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August 2, 2010

Blast from the past: Experts' Expert — Rob Kaufelt on the world's 10 most intimidating cheeses


This post originally appeared on October 26, 2006.

When I happened on it last night I only vaguely recalled it, so I figured that if, like most people reading this today, you hadn't seen it back then, most likely you wouldn't recall it at all.

Wait a minute....


Experts' Expert — Rob Kaufelt on the world's 10 most intimidating cheeses

Kaufelt is the proprietor of Murray's Cheese in New York City, named the world's best cheese store by Forbes magazine.

That may or may not be the case but in any event, he is a recognized authority on cheese.

His new book, published this month, is entitled "The Murray's Cheese Handbook."

My copy arrived yesterday; looking through it I came upon his list of scariest cheeses, which follows.

1. Bleu de Termignon

2. Cabrales

3. Chiabro d'Henry

4. Evora

5. Pecorino di Fossa

6. Salers

7. Stanser Fladä

8. Stanser Schafchäs

9. Stinking Bishop

10. Tomme Vaudoise

A sample review (one of over 300) from the book:

Stinking Bishop

The name refers to a type of pear, not to an unwashed clergyman, alas. This puddle of cheese made by Charles Martell in Gloucestershire is washed in perry, a hard cider made from pears, before it is bound in a springy strip of beechwood. We serve it in a dish; you'll need to, because no plate can contain this steadily spreading mass. Heady, fruity, and all thick milkiness, the Bishop pairs well with a dry, lightly effervescent hard cider.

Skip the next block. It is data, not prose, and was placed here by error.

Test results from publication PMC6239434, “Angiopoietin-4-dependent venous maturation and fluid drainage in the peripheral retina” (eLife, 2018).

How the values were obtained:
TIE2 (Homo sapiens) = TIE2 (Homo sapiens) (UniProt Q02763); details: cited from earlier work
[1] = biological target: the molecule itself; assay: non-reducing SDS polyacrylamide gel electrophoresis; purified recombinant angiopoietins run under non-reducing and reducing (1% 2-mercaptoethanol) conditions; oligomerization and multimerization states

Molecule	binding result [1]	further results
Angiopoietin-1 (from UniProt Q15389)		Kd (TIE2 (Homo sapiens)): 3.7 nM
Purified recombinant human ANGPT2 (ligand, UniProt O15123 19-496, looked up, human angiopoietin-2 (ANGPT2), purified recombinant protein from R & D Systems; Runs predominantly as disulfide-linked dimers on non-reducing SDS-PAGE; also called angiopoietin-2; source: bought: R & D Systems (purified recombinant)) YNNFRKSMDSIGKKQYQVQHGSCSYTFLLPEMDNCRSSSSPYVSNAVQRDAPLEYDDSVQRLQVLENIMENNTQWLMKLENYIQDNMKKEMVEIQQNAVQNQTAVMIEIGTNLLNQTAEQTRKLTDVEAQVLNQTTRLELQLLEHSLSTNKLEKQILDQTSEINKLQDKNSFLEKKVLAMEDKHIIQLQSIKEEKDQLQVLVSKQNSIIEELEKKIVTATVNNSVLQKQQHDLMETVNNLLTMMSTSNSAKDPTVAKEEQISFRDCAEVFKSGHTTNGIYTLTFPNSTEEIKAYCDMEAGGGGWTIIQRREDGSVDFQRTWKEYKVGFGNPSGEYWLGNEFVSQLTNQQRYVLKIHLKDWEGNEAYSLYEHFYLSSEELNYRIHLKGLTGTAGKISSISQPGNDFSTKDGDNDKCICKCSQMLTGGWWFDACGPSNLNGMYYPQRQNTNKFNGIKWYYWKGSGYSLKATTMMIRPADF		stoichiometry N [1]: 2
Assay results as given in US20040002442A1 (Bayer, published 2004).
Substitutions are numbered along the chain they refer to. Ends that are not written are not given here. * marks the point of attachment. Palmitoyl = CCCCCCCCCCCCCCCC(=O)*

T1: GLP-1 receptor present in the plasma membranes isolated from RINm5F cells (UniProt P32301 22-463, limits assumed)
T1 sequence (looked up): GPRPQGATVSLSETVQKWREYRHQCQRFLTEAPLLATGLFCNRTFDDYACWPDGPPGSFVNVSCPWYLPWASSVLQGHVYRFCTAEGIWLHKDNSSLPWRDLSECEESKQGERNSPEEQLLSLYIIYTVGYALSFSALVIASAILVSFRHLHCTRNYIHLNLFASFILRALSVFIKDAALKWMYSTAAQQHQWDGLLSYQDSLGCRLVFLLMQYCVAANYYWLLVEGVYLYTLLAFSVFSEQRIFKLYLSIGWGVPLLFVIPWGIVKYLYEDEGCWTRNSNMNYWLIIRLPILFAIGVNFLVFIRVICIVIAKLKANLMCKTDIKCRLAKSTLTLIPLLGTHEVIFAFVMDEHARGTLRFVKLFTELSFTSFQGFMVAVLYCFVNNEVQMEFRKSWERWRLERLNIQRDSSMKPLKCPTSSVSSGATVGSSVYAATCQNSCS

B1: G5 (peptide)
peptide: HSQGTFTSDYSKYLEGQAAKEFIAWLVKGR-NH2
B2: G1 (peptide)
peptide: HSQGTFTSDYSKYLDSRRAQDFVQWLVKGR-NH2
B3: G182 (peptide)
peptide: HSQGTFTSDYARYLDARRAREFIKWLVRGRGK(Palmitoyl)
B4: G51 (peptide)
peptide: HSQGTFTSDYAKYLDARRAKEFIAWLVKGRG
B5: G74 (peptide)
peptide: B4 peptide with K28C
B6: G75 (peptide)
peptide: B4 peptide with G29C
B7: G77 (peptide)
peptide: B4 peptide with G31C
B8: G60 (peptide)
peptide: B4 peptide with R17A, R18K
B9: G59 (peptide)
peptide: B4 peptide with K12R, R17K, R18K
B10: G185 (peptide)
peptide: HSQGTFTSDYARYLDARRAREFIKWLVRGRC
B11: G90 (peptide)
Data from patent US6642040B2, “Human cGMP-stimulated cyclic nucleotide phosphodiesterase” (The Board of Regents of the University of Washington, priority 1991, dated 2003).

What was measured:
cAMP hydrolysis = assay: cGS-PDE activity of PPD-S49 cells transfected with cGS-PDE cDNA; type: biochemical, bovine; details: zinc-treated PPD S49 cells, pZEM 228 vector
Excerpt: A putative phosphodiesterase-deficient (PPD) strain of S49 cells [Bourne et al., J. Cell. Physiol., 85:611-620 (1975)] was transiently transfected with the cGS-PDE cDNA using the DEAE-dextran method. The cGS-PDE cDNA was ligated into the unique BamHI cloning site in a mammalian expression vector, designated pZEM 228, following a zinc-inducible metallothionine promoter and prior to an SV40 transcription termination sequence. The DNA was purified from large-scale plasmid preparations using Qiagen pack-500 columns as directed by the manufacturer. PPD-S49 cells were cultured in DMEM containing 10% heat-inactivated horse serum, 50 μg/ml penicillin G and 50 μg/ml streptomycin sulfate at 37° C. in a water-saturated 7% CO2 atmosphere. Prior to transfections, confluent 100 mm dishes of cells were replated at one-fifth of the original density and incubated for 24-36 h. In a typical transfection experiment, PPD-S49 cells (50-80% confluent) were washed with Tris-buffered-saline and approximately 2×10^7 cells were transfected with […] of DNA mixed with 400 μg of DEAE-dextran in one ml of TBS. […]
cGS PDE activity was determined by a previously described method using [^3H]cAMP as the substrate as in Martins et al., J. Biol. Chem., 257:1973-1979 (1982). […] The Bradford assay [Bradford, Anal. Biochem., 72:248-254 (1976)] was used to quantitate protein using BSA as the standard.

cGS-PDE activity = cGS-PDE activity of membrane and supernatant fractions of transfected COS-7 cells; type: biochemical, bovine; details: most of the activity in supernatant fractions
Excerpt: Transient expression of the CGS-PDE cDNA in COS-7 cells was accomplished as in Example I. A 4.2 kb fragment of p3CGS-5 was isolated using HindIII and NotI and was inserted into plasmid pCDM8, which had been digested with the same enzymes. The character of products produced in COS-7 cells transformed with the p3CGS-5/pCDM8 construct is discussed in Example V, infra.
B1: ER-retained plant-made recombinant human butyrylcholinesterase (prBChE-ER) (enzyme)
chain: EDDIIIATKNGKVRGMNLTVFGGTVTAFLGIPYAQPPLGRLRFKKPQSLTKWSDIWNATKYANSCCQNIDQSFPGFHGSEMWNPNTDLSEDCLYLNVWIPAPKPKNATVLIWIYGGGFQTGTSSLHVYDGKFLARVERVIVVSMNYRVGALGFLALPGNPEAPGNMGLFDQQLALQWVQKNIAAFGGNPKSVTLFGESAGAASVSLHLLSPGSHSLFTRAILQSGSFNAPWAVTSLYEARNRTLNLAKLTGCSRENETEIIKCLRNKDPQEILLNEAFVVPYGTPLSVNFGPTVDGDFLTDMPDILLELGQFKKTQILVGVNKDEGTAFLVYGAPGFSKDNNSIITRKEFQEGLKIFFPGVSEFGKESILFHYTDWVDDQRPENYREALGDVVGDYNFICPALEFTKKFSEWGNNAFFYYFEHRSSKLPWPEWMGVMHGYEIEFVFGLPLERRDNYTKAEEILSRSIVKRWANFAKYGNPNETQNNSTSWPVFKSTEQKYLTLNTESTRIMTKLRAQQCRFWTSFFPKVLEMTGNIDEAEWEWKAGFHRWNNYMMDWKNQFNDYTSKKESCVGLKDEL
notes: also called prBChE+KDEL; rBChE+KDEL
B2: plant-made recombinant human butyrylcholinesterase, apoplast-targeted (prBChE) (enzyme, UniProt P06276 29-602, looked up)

A half-pound of Stinking Bishop cheese (pictured up top) is $18.99.

August 2, 2010 at 04:01 PM | Permalink | Comments (3) | TrackBack

Hand Bag


By Brussels-based designer Mia Schmallenbach.

"Une collection de trois sacs qui s’accordent avec trois différentes manières de mettre la main dans la poche. Réalisés en cuir de mouton, agréables et souples, leurs contours répondent à ceux du corps. Un lien intime se noue avec l’accessoire lorsqu’on glisse les mains à l’intérieur des poches prévues pour un accueil chaleureux. Disponibles en huit couleurs."

August 2, 2010 at 03:01 PM | Permalink | Comments (0) | TrackBack

It came from outer space


Above, an artist's rendering of the most powerful microquasar, or pair of jets, ever seen from a stellar black hole, observed by astronomers using the European Southern Observatory's Very Large Telescope and NASA's Chandra X-ray telescope.

Very, very large and very, very far away story short: "If the black hole were shrunk to the size of a soccer ball, each jet would extend from the Earth to beyond the orbit of Pluto."

Here's a July 20, 2010 Washington Post story with details.


Gigantic gas bubble  from black hole spans 1,000 light-years

An artist illustrates the most powerful microquasar, or pair of jets, ever seen from a stellar black hole that astronomers observed with European Southern Observatory's Very Large Telescope and NASA's Chandra X-ray telescope. The microquasar blows a huge bubble of hot gas and ultra-fast particles spanning 1,000 light-years.

Here's how the European Southern Observatory describes it: Black holes are known to release a prodigious amount of energy when they swallow matter. It was thought that most of the energy came out in the form of radiation, predominantly X-rays. But new findings published in the journal Nature show that some black holes can release as much energy, and perhaps much more, in the form of collimated, or narrow, jets of fast-moving particles.